Hundreds of people turned out for an annual Hong Kong pride event on Saturday that was held at an indoor market rather than as a march as in previous years because of Covid-19 restrictions on gatherings.

Attended by members of the city’s LGBT community and beyond, the celebration themed “Stay in Love”, a message aimed at letting people “feel the support in the real world”, was held in an indoor bazaar in Kwun Tong.

A queue formed on the ground floor of the building as attendees were required to have their temperature taken and fill out a contact form before entering.

An area to take photos was set up and about 60 booths run by LGBT inclusive businesses were selling handcrafted products, accessories, LGBT friendly medical services and wedding planning assistance.

“Although we could not take to the street this year, we are satisfied with the atmosphere. I think the format of the market can bring everyone closer and there is more cooperation. I believe every one of us is happy with meeting each other today,” representative Cuby Lee of the Hong Kong Pride Parade Committee said.

Rainbow ambassador director Scud (left), and Hong Kong Pride Parade committee representative Cuby Lee lead the rainbow shower ceremony at the rainbow market.


Committee spokeswoman Cynthia Cheung Man-yi said the organiser did not apply to police to hold the traditional demonstration this year because of coronavirus concerns. Lee added that this year’s format suggested there were alternative ways to hold the annual march, albeit in different ways.

Gay rights have been in the spotlight in recent months after the Gay Games which was slated to take place in Hong Kong was forced to postpone the event to 2023 due to the pandemic.

The annual sports event was criticised by some pro-establishment politicians, including Junius Ho Kwan-yiu who called it “disgraceful” and said any related revenue would be “dirty money”.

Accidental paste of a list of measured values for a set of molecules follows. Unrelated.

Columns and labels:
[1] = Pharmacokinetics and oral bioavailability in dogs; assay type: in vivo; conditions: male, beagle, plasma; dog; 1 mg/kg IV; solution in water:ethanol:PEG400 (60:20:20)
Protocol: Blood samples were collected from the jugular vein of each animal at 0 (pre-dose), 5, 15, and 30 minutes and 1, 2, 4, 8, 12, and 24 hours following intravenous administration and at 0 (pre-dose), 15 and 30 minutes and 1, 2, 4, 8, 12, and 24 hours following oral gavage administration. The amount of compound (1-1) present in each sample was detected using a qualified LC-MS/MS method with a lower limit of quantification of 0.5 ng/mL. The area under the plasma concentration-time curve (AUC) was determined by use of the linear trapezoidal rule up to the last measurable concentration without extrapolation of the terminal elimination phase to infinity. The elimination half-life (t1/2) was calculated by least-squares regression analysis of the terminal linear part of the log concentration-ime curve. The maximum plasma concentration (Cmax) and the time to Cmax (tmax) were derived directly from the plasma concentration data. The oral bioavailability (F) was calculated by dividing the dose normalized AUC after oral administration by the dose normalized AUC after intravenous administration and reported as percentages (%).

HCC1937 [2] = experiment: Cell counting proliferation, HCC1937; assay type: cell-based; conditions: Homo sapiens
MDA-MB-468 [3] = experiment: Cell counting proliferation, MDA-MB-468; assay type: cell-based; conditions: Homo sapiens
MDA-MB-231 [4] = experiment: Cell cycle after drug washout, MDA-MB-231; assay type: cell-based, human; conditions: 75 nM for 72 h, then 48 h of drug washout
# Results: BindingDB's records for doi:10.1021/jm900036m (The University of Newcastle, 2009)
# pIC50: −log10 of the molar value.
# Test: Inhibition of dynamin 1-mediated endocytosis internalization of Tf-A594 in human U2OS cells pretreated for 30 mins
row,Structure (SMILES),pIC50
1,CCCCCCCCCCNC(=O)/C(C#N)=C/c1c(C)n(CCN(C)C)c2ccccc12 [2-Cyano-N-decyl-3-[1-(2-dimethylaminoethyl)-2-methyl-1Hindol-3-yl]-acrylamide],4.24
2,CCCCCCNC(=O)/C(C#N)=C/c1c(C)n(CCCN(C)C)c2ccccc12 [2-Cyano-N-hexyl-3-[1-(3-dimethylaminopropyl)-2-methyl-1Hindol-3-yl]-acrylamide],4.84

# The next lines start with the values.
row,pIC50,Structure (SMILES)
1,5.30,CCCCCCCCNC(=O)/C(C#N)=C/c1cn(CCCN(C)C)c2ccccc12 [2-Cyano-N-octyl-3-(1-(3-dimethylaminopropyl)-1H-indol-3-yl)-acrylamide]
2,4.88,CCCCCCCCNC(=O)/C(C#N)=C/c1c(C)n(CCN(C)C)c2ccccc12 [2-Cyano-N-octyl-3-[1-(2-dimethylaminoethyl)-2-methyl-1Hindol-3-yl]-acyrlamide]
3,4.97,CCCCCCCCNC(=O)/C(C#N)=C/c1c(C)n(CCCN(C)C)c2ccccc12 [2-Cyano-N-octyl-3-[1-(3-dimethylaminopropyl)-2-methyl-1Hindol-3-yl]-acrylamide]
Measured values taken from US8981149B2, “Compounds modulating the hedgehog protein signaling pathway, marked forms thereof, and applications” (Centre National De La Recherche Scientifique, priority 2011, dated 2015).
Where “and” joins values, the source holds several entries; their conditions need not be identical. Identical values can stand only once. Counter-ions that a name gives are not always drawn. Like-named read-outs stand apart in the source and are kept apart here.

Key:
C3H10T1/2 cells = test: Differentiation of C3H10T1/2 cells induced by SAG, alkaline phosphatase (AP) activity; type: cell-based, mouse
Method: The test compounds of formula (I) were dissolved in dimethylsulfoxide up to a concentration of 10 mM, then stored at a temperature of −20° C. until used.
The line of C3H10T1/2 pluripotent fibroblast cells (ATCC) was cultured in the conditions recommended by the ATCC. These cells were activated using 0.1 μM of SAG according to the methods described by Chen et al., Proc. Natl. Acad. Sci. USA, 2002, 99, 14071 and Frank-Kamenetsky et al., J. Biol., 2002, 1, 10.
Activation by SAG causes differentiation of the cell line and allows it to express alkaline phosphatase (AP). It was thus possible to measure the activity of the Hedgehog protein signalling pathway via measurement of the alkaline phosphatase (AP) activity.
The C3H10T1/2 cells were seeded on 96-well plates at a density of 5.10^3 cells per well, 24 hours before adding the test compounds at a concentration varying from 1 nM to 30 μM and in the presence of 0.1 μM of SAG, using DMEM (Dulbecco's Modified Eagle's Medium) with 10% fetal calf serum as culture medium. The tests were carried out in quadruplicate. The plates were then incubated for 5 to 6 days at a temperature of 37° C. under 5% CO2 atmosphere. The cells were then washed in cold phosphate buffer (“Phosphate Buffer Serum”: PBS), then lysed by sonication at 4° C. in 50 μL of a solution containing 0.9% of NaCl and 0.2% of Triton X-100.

When asked about those remarks, Lee said it is meaningless to comment and the LGBT community only hoped to inspire society to be more diverse and inclusive.

Joyce Yeung, a 40 year-old accountant who had not attended the annual parade before, had set up a booth to sell her knitted pet products. She specially designed rainbow-themed ties and collars for the event.

“Although I am not part of the LGBT community, I hope that I can share my products and meet some new friends here because we should be inclusive,” she said, adding that she was looking forward to next year’s event.

Alvin Cheung, 37, had queued up for two to three hours to enter the market. “It’s worth it,” he said. “I can regain a sense of belonging. The atmosphere is great, even though space is limited here.”

The social worker who had attended the annual march three times hoped the event could be held on the streets again next year to get the message of inclusiveness out to as wide an audience as possible.

The police banned organisers’ application for a march for the first time in 2019 amid the anti-government protest movement. A static rally in Central attracted 6,500 participants.

The parade was also cancelled last year by police due to Covid-19 restriction, and organisers took the event online.